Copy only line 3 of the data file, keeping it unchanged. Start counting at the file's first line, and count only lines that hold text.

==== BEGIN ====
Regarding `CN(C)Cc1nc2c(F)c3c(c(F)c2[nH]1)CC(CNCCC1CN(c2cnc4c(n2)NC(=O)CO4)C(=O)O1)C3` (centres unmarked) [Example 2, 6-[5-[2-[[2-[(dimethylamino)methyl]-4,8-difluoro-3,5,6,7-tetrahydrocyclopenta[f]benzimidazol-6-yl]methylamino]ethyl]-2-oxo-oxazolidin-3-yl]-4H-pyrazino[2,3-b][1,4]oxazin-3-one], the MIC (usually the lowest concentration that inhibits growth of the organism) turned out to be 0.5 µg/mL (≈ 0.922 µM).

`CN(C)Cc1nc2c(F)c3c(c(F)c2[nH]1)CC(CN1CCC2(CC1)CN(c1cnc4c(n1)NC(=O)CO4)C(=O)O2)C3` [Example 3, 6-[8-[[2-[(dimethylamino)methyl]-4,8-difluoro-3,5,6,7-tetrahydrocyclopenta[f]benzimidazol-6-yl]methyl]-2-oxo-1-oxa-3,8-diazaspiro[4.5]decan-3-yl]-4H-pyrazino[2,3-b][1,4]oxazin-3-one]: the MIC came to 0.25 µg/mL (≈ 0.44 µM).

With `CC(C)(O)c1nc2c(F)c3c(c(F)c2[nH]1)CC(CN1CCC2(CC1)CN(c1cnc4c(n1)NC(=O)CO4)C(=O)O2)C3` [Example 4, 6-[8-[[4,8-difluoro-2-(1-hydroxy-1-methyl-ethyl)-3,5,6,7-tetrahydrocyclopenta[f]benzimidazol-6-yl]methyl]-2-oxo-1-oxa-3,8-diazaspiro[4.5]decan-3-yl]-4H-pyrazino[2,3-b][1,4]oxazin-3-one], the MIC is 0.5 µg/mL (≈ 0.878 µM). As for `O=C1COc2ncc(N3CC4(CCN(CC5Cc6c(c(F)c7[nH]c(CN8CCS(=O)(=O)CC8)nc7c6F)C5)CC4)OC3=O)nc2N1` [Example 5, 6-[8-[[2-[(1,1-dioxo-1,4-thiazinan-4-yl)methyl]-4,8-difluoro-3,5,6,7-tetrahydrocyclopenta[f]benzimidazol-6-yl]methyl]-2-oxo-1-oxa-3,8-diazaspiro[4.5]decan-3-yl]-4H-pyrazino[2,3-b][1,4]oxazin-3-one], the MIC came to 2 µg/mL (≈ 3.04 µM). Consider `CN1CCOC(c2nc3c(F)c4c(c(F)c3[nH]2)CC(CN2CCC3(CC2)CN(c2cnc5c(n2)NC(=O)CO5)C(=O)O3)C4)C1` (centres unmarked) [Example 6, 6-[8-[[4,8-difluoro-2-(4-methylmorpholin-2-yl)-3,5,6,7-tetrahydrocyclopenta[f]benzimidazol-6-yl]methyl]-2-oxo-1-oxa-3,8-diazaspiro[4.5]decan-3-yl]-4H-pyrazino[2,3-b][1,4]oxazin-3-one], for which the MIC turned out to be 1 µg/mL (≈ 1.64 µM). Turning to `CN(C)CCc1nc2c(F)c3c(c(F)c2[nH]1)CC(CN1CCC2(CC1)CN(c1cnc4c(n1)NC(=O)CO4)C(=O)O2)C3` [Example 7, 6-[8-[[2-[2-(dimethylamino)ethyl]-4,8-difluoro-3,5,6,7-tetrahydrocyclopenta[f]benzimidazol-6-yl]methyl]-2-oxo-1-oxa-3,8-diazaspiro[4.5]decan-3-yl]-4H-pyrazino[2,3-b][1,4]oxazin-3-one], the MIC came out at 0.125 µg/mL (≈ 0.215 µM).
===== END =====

With `CC(C)(O)c1nc2c(F)c3c(c(F)c2[nH]1)CC(CN1CCC2(CC1)CN(c1cnc4c(n1)NC(=O)CO4)C(=O)O2)C3` [Example 4, 6-[8-[[4,8-difluoro-2-(1-hydroxy-1-methyl-ethyl)-3,5,6,7-tetrahydrocyclopenta[f]benzimidazol-6-yl]methyl]-2-oxo-1-oxa-3,8-diazaspiro[4.5]decan-3-yl]-4H-pyrazino[2,3-b][1,4]oxazin-3-one], the MIC is 0.5 µg/mL (≈ 0.878 µM). As for `O=C1COc2ncc(N3CC4(CCN(CC5Cc6c(c(F)c7[nH]c(CN8CCS(=O)(=O)CC8)nc7c6F)C5)CC4)OC3=O)nc2N1` [Example 5, 6-[8-[[2-[(1,1-dioxo-1,4-thiazinan-4-yl)methyl]-4,8-difluoro-3,5,6,7-tetrahydrocyclopenta[f]benzimidazol-6-yl]methyl]-2-oxo-1-oxa-3,8-diazaspiro[4.5]decan-3-yl]-4H-pyrazino[2,3-b][1,4]oxazin-3-one], the MIC came to 2 µg/mL (≈ 3.04 µM). Consider `CN1CCOC(c2nc3c(F)c4c(c(F)c3[nH]2)CC(CN2CCC3(CC2)CN(c2cnc5c(n2)NC(=O)CO5)C(=O)O3)C4)C1` (centres unmarked) [Example 6, 6-[8-[[4,8-difluoro-2-(4-methylmorpholin-2-yl)-3,5,6,7-tetrahydrocyclopenta[f]benzimidazol-6-yl]methyl]-2-oxo-1-oxa-3,8-diazaspiro[4.5]decan-3-yl]-4H-pyrazino[2,3-b][1,4]oxazin-3-one], for which the MIC turned out to be 1 µg/mL (≈ 1.64 µM). Turning to `CN(C)CCc1nc2c(F)c3c(c(F)c2[nH]1)CC(CN1CCC2(CC1)CN(c1cnc4c(n1)NC(=O)CO4)C(=O)O2)C3` [Example 7, 6-[8-[[2-[2-(dimethylamino)ethyl]-4,8-difluoro-3,5,6,7-tetrahydrocyclopenta[f]benzimidazol-6-yl]methyl]-2-oxo-1-oxa-3,8-diazaspiro[4.5]decan-3-yl]-4H-pyrazino[2,3-b][1,4]oxazin-3-one], the MIC came out at 0.125 µg/mL (≈ 0.215 µM).